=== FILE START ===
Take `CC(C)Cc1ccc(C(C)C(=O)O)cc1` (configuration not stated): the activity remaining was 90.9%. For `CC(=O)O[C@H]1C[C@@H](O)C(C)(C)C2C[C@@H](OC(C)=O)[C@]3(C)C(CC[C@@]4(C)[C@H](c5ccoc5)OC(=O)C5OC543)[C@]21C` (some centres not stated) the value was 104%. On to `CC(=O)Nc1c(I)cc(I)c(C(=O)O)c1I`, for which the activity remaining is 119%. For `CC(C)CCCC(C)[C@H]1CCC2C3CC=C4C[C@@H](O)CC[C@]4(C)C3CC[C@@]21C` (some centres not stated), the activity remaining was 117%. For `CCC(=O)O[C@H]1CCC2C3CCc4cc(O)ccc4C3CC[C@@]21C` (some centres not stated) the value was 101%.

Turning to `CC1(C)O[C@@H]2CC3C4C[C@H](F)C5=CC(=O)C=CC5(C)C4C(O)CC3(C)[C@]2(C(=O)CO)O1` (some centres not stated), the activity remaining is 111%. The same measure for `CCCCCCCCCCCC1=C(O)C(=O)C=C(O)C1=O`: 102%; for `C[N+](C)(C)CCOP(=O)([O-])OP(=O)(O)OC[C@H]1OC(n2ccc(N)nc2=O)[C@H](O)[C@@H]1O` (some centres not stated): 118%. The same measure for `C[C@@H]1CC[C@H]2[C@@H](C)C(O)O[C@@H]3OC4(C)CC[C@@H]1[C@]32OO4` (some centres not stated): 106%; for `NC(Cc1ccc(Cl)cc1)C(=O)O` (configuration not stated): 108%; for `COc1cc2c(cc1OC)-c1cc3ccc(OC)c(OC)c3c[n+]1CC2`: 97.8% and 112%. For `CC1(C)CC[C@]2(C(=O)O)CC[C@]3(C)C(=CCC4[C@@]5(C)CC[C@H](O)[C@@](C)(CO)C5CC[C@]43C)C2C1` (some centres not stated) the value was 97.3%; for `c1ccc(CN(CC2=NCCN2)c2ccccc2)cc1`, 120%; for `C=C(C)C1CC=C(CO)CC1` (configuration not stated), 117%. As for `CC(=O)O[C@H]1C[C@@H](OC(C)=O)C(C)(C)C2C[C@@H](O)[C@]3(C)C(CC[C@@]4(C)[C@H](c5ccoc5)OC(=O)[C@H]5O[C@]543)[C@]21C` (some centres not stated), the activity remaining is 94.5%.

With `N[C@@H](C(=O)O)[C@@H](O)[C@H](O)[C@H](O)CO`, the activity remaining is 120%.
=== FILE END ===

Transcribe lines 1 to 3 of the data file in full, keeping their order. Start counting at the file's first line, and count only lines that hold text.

Take `CC(C)Cc1ccc(C(C)C(=O)O)cc1` (configuration not stated): the activity remaining was 90.9%. For `CC(=O)O[C@H]1C[C@@H](O)C(C)(C)C2C[C@@H](OC(C)=O)[C@]3(C)C(CC[C@@]4(C)[C@H](c5ccoc5)OC(=O)C5OC543)[C@]21C` (some centres not stated) the value was 104%. On to `CC(=O)Nc1c(I)cc(I)c(C(=O)O)c1I`, for which the activity remaining is 119%. For `CC(C)CCCC(C)[C@H]1CCC2C3CC=C4C[C@@H](O)CC[C@]4(C)C3CC[C@@]21C` (some centres not stated), the activity remaining was 117%. For `CCC(=O)O[C@H]1CCC2C3CCc4cc(O)ccc4C3CC[C@@]21C` (some centres not stated) the value was 101%.

Turning to `CC1(C)O[C@@H]2CC3C4C[C@H](F)C5=CC(=O)C=CC5(C)C4C(O)CC3(C)[C@]2(C(=O)CO)O1` (some centres not stated), the activity remaining is 111%. The same measure for `CCCCCCCCCCCC1=C(O)C(=O)C=C(O)C1=O`: 102%; for `C[N+](C)(C)CCOP(=O)([O-])OP(=O)(O)OC[C@H]1OC(n2ccc(N)nc2=O)[C@H](O)[C@@H]1O` (some centres not stated): 118%. The same measure for `C[C@@H]1CC[C@H]2[C@@H](C)C(O)O[C@@H]3OC4(C)CC[C@@H]1[C@]32OO4` (some centres not stated): 106%; for `NC(Cc1ccc(Cl)cc1)C(=O)O` (configuration not stated): 108%; for `COc1cc2c(cc1OC)-c1cc3ccc(OC)c(OC)c3c[n+]1CC2`: 97.8% and 112%. For `CC1(C)CC[C@]2(C(=O)O)CC[C@]3(C)C(=CCC4[C@@]5(C)CC[C@H](O)[C@@](C)(CO)C5CC[C@]43C)C2C1` (some centres not stated) the value was 97.3%; for `c1ccc(CN(CC2=NCCN2)c2ccccc2)cc1`, 120%; for `C=C(C)C1CC=C(CO)CC1` (configuration not stated), 117%. As for `CC(=O)O[C@H]1C[C@@H](OC(C)=O)C(C)(C)C2C[C@@H](O)[C@]3(C)C(CC[C@@]4(C)[C@H](c5ccoc5)OC(=O)[C@H]5O[C@]543)[C@]21C` (some centres not stated), the activity remaining is 94.5%.

With `N[C@@H](C(=O)O)[C@@H](O)[C@H](O)[C@H](O)CO`, the activity remaining is 120%.